Egg Foo Young is a Chinese-style omelette filled with ground pork and various vegetables. Sometimes misspelled as “egg foo yung”, it is a staple in American Chinese food, and its name comes from the Cantonese language.
“Foo Young” means lotus, as it is said the dish resembles that of a lotus flower. The recipe here is the authentic version of this popular egg dish.
What is the difference between Egg Foo Young and omelette? The difference is the ingredients of the egg mixture, or the filling.
Furthermore, an omelette is cooked until the egg mixture is slightly brown. Egg Foo Young is cooked until it is golden brown, which makes it “overcooked” by omelette standards.
• 3 large eggs, at room temperature
• 56g bean sprouts
• 56g ground pork
• 4 medium-sized shrimp, peeled and cut into small pieces
• 1 scallion, cut into small rings
• 1/2 teaspoon sesame oil
• 1 teaspoon Shaoxing wine, (optional)
• 1 teaspoon oyster sauce
• 2 teaspoons soy sauce
• 1 pinch sugar
• 3 dashes white pepper
• 3 tablespoons oil
• Crack the eggs into a bowl and beat with a fork.
• Add the rest of the ingredients into the egg mixture, stir to combine well. Make sure the oyster sauce is fully dissolved in the egg mixture.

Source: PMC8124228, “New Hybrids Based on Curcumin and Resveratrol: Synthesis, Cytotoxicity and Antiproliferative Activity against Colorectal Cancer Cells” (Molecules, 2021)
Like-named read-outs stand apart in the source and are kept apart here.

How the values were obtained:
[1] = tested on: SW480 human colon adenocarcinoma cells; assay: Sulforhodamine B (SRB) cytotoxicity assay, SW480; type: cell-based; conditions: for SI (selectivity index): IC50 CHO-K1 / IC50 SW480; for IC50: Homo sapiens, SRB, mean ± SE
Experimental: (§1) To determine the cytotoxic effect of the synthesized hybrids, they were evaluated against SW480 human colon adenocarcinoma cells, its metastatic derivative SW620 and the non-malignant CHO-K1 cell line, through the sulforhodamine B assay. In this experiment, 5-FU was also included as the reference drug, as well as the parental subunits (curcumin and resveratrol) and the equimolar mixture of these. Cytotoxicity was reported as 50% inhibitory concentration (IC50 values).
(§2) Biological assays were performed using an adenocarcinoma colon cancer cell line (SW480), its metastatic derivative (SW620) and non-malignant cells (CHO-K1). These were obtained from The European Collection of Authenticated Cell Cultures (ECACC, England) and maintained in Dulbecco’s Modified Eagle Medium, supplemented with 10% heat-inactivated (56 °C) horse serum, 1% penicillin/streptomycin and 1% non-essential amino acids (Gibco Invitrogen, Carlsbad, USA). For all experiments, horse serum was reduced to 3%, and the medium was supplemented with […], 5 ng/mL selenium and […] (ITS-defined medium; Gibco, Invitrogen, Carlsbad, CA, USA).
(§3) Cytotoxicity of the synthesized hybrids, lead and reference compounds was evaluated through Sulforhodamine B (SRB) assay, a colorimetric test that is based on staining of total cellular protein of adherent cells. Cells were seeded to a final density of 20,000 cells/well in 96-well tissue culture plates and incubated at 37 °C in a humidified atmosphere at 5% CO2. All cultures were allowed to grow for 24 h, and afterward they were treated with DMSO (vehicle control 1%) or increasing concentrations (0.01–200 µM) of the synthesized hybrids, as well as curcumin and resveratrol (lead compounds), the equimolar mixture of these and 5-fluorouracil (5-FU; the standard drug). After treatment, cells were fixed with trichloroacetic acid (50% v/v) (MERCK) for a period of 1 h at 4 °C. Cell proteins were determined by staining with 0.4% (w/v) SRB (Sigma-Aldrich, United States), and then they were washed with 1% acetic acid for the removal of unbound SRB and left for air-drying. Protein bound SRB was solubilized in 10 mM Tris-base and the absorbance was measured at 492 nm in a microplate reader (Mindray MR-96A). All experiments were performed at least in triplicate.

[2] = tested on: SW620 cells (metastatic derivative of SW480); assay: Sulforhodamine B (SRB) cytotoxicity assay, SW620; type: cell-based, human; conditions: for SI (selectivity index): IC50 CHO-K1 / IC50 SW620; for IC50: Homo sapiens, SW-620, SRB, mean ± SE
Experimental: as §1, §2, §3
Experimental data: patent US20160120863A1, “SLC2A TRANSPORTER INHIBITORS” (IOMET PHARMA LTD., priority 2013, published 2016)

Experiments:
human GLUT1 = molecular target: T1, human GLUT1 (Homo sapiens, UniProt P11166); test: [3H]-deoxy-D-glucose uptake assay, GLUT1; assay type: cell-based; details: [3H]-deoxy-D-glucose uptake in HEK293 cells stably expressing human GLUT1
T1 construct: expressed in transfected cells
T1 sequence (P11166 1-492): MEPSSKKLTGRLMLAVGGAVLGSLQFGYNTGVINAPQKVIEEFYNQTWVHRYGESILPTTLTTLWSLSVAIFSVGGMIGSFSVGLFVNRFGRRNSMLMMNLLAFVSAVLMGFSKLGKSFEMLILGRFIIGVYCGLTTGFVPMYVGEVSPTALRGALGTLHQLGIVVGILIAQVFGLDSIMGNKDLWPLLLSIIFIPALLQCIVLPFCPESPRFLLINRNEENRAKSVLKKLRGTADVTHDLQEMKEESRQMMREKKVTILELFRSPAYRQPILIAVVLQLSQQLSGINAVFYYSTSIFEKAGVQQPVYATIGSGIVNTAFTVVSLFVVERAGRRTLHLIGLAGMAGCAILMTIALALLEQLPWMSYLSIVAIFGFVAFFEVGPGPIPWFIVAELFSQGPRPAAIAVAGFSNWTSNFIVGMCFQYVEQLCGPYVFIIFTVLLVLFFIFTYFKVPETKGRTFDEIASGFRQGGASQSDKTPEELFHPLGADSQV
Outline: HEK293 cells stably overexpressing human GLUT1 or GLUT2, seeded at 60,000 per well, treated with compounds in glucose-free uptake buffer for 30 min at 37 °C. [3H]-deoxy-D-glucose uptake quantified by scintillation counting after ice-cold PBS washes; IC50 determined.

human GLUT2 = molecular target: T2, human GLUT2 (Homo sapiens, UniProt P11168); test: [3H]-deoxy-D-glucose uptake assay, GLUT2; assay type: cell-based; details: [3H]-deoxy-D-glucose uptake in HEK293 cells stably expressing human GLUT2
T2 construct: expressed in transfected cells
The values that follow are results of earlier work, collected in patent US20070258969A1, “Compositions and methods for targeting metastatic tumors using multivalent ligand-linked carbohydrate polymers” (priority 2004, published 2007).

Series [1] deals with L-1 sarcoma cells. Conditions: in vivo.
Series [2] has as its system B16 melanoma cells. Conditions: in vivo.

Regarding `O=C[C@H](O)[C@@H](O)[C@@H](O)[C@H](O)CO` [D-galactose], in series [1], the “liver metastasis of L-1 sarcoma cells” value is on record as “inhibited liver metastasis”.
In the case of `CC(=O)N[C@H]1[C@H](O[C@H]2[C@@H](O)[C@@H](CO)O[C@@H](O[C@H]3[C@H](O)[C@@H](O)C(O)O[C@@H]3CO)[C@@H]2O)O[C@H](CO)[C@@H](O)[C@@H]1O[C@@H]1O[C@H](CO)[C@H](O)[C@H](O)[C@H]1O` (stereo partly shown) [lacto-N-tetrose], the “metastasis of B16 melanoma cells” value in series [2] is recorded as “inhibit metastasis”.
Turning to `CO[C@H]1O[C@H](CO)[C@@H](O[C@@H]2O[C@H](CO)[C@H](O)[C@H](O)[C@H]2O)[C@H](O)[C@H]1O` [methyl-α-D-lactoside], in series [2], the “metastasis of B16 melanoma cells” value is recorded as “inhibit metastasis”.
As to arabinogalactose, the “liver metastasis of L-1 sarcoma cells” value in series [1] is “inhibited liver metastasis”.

• Heat up a wok or a pan on high heat. Add the oil. When the oil is fully heated, ladle the egg mixture into the pan.
• Make sure you keep the diameter of the omelette to about four to five inches wide.
• Using a pair of chopsticks, transfer the beansprouts and other ingredients to the middle of the omelette. The omelet should be thicker in the centre.
• Let the omelette set, for about three minutes before flipping over.
• Fry the omelette until both sides are golden brown and nicely puffed up.
• Repeat the same and use the remaining egg mixture to make a total of three omelettes.
• Serve immediately with steamed rice.
This article first appeared in rasamalaysia.com
Low Bee Yinn is a food blogger and cookbook author.